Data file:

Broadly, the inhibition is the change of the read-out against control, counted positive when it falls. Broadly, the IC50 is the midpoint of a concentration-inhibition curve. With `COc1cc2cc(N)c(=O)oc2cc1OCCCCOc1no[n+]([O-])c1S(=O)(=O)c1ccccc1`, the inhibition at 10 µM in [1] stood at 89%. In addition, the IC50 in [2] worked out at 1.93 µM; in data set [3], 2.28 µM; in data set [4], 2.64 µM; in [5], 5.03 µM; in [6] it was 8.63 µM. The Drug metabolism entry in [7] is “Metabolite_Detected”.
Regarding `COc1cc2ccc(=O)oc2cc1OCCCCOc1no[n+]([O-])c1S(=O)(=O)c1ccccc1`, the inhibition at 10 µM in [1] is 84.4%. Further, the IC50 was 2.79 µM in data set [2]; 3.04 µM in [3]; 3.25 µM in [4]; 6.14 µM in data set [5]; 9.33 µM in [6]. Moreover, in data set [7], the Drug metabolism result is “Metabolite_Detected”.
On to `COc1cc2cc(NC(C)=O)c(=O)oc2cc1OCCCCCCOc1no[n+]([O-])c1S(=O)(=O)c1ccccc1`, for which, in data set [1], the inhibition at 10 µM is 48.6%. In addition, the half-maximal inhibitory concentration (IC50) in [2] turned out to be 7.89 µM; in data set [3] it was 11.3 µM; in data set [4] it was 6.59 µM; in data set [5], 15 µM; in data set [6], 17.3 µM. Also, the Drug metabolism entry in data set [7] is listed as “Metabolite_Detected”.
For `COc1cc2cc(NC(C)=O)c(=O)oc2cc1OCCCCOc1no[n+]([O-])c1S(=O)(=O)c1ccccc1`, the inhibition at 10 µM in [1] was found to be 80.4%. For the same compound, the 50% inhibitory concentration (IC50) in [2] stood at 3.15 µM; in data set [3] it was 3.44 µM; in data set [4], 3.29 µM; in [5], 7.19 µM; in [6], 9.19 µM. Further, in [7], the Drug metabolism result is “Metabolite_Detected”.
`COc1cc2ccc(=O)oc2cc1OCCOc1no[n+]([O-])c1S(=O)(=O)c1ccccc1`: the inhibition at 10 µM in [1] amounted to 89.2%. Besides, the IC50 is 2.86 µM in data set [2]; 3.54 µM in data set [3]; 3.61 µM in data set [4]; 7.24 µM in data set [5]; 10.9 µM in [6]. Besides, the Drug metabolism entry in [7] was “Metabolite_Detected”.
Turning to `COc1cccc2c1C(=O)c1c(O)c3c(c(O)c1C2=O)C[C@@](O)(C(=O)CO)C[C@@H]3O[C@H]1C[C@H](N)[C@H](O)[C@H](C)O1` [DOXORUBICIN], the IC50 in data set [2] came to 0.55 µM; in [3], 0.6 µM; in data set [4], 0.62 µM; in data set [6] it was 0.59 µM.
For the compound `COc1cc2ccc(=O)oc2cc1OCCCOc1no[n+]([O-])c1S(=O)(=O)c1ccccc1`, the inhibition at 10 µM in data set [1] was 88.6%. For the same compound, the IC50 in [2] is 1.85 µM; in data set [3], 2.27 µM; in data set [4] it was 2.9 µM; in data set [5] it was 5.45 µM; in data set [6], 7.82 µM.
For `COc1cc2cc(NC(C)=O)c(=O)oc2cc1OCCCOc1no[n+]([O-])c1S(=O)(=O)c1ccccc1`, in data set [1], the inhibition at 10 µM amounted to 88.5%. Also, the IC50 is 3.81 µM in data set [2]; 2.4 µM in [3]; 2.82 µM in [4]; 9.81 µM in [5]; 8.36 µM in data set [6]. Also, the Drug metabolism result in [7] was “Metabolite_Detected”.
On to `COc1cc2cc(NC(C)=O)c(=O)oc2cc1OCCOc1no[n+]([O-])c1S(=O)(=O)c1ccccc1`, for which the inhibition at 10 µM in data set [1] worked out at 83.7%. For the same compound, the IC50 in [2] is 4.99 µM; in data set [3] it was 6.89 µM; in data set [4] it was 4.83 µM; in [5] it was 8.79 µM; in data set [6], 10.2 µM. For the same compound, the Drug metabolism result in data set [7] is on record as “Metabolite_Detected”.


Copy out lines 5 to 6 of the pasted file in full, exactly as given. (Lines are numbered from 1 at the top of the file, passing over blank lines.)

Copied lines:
`COc1cc2ccc(=O)oc2cc1OCCOc1no[n+]([O-])c1S(=O)(=O)c1ccccc1`: the inhibition at 10 µM in [1] amounted to 89.2%. Besides, the IC50 is 2.86 µM in data set [2]; 3.54 µM in data set [3]; 3.61 µM in data set [4]; 7.24 µM in data set [5]; 10.9 µM in [6]. Besides, the Drug metabolism entry in [7] was “Metabolite_Detected”.
Turning to `COc1cccc2c1C(=O)c1c(O)c3c(c(O)c1C2=O)C[C@@](O)(C(=O)CO)C[C@@H]3O[C@H]1C[C@H](N)[C@H](O)[C@H](C)O1` [DOXORUBICIN], the IC50 in data set [2] came to 0.55 µM; in [3], 0.6 µM; in data set [4], 0.62 µM; in data set [6] it was 0.59 µM.